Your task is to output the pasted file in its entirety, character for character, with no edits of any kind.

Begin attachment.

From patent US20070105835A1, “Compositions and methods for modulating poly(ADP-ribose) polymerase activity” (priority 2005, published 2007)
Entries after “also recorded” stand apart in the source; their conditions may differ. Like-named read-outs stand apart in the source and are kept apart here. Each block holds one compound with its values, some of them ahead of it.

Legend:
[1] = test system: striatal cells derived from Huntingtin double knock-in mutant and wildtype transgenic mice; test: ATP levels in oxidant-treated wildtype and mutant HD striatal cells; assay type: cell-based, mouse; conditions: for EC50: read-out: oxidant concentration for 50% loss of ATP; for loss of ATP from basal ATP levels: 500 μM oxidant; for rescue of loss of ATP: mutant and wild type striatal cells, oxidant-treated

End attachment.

From patent US20070105835A1, “Compositions and methods for modulating poly(ADP-ribose) polymerase activity” (priority 2005, published 2007)
Entries after “also recorded” stand apart in the source; their conditions may differ. Like-named read-outs stand apart in the source and are kept apart here. Each block holds one compound with its values, some of them ahead of it.

Legend:
[1] = test system: striatal cells derived from Huntingtin double knock-in mutant and wildtype transgenic mice; test: ATP levels in oxidant-treated wildtype and mutant HD striatal cells; assay type: cell-based, mouse; conditions: for EC50: read-out: oxidant concentration for 50% loss of ATP; for loss of ATP from basal ATP levels: 500 μM oxidant; for rescue of loss of ATP: mutant and wild type striatal cells, oxidant-treated